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  15.  1
    The Long Revenge of Zobel Blake.Glage A. Joachim - 2017 - Philosophy and Literature 41 (1):215-229.
    Pessimism distilled: Happiness is possible, but evil; unhappiness is likely, but futile.Very little is known of the bastard called Zobel Blake. We know he is the only person of record, bastard or otherwise, ever to be called by that name, and that his primary claim to historical significance lies in the fact that he was the very last man to languish to his death in an American debtors' prison. That such a distinction should befall an otherwise obscure man is not (...)
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  16.  2
    Uses of Hamartia, Flaw, and Irony in Oedipus Tyrannus and King Lear.Roy Glassberg - 2017 - Philosophy and Literature 41 (1):201-206.
    Jules Brody argues that Aristotle's usage of hamartia in The Poetics is best understood in terms of its literal meaning, "missing the mark," rather than in the broader, familiar sense of "tragic flaw." Hamartia is a morally neutral non-normative term, derived from the verb hamartano, meaning "to miss the mark," "to fall short of an objective." And by extension: to reach one destination rather than the intended one; to make a mistake, not in the sense of a moral failure, but (...)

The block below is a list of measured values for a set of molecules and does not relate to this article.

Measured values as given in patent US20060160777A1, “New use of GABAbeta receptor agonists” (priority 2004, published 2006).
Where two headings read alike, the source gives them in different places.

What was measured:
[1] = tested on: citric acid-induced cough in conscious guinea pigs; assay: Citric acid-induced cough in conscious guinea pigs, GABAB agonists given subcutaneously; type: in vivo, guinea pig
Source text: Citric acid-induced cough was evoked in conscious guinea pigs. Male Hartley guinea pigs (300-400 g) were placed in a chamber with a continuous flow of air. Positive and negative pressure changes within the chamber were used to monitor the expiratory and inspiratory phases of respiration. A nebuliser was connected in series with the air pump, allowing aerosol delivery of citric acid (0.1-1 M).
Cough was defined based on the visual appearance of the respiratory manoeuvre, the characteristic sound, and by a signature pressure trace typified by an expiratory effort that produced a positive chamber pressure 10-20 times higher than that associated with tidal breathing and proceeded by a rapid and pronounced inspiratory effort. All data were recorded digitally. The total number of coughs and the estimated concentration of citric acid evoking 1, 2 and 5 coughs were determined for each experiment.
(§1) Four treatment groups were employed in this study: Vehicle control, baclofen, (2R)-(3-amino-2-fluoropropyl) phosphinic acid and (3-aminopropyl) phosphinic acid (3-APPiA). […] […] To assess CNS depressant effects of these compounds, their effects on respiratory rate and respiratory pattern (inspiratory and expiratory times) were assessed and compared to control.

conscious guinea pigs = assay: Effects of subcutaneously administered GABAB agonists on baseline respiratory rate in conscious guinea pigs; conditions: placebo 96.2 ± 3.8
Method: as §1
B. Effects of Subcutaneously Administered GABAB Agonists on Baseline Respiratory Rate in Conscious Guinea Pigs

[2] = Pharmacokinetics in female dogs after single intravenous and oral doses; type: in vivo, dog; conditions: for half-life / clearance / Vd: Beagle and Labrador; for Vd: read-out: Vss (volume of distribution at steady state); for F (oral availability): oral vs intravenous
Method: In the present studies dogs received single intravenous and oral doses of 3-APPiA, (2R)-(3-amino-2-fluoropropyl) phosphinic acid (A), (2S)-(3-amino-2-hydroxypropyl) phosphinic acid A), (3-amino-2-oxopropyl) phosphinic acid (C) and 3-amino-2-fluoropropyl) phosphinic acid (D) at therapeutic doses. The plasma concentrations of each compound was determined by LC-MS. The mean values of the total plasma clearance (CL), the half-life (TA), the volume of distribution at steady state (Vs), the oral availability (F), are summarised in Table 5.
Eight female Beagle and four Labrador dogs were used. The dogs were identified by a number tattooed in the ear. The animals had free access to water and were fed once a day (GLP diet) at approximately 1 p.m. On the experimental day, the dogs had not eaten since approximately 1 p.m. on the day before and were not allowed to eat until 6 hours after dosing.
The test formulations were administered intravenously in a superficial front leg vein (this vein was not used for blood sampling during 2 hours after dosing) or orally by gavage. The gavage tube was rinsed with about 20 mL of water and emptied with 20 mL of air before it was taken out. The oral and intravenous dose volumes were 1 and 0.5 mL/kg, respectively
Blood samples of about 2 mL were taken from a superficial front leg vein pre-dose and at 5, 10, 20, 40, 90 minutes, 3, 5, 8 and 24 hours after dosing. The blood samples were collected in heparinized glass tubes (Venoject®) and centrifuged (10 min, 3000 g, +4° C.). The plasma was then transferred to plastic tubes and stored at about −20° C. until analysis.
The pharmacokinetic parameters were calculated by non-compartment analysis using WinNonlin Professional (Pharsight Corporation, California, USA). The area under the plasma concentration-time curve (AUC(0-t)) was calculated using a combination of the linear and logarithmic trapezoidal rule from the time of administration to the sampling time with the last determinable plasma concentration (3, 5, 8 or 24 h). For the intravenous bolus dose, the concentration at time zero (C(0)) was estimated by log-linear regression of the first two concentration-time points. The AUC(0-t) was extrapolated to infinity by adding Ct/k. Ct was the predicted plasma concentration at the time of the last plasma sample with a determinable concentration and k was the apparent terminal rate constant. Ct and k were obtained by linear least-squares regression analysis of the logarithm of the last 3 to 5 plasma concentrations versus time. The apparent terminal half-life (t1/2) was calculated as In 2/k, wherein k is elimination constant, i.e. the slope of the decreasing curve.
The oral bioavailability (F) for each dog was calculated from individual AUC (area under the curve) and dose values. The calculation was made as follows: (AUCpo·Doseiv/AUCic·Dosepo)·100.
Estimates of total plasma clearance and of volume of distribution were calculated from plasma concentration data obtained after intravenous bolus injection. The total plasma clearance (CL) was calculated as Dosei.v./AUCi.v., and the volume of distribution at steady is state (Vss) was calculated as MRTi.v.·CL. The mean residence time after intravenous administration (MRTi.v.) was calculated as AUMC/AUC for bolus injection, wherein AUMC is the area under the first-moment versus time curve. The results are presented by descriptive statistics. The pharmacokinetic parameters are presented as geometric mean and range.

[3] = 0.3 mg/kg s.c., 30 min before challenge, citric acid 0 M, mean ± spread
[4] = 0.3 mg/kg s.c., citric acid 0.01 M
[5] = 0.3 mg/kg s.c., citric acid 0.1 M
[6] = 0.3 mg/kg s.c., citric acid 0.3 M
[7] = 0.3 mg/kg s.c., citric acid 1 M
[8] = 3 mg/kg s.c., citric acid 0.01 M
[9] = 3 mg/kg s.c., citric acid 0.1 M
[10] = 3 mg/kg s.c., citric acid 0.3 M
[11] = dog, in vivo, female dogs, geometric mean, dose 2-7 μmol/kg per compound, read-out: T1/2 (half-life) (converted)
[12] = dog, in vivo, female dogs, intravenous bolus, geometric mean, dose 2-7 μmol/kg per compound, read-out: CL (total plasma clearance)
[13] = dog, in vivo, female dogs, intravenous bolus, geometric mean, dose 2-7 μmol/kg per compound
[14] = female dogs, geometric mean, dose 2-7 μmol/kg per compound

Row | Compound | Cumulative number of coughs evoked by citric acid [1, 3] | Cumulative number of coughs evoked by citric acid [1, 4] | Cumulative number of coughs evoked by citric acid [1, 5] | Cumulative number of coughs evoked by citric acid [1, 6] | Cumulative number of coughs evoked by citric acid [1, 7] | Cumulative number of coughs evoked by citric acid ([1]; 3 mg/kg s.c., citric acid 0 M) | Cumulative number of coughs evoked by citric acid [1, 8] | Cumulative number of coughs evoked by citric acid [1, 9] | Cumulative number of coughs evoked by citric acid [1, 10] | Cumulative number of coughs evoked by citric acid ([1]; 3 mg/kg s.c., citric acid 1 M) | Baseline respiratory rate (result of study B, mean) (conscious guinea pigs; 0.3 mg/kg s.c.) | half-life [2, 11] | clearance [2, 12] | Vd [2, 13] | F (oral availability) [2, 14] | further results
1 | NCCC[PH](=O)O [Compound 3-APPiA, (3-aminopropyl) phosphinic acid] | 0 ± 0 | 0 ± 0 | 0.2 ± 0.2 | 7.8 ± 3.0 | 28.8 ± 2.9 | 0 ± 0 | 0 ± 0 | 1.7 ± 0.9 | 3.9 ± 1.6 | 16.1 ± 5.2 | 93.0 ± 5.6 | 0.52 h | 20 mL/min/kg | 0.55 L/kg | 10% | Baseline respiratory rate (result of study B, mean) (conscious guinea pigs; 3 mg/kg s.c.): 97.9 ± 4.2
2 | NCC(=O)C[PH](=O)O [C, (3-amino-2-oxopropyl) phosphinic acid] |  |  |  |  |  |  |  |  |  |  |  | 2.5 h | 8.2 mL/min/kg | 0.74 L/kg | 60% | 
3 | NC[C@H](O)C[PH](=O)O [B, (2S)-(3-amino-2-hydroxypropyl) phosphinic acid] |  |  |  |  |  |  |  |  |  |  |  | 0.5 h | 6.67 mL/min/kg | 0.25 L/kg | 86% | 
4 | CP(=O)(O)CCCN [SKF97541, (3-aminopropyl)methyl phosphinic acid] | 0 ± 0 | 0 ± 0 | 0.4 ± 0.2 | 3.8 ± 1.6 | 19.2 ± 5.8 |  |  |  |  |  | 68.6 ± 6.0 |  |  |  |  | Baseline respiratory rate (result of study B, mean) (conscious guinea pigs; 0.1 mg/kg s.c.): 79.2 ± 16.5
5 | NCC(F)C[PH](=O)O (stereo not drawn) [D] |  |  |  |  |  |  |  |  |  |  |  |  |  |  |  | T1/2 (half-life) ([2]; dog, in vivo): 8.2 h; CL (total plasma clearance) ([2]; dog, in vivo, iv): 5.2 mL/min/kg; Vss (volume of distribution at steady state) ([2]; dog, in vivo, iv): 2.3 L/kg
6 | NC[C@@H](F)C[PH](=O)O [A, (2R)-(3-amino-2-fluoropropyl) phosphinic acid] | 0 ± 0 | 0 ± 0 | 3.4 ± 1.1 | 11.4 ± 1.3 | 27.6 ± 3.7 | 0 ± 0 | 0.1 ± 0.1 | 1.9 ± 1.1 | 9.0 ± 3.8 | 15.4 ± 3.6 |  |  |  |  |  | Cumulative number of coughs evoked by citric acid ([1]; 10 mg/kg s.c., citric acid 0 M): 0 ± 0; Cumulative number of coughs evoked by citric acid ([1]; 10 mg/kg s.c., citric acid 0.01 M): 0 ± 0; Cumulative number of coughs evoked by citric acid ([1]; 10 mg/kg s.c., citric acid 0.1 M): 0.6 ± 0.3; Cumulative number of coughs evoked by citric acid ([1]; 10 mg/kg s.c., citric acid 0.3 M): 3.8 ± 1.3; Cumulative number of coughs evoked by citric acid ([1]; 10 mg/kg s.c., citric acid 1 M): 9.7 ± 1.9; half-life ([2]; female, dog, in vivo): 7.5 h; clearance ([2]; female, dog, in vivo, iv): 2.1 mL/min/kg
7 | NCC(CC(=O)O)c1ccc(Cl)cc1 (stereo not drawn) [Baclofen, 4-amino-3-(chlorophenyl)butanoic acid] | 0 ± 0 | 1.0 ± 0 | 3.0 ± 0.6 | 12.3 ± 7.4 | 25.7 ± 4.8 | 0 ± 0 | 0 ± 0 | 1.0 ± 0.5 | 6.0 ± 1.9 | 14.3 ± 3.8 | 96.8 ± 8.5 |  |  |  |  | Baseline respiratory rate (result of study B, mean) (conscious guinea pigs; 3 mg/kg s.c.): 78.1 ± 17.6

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  17. Introduction: Not "Of," "As," or "And," but "In".Garry L. Hagberg - 2017 - Philosophy and Literature 41 (1):v-v.
    The philosophy of literature, a topic on which we publish numerous articles, concerns what we at the journal take to be engaging and interestingly intricate issues; these include the ontology of fictional characters and the precise nature of our emotional responses to fiction. Philosophy as literature, although we perhaps publish fewer works of this kind, considers philosophical writing from a literary standpoint; issues here include the varying stylistics of philosophical writing over the ages and the role of figurative or metaphorical (...)
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  18. The First Trial of Socrates.George T. Hole - 2017 - Philosophy and Literature 41 (1):1-15.
    Before the Apology trial by five hundred of his fellow Athenians, Socrates is put on trial by a close associate, Alcibiades, in the Symposium. The first trial prefigures or echoes the second, famous one. The speeches on love that precede the entrance of Alcibiades, especially Socrates's speech—in which he discloses instructions on love given to him by Diotima—is the basis on which Socrates should be judged. Because the jury for this trial does not render a verdict, I assume the role (...)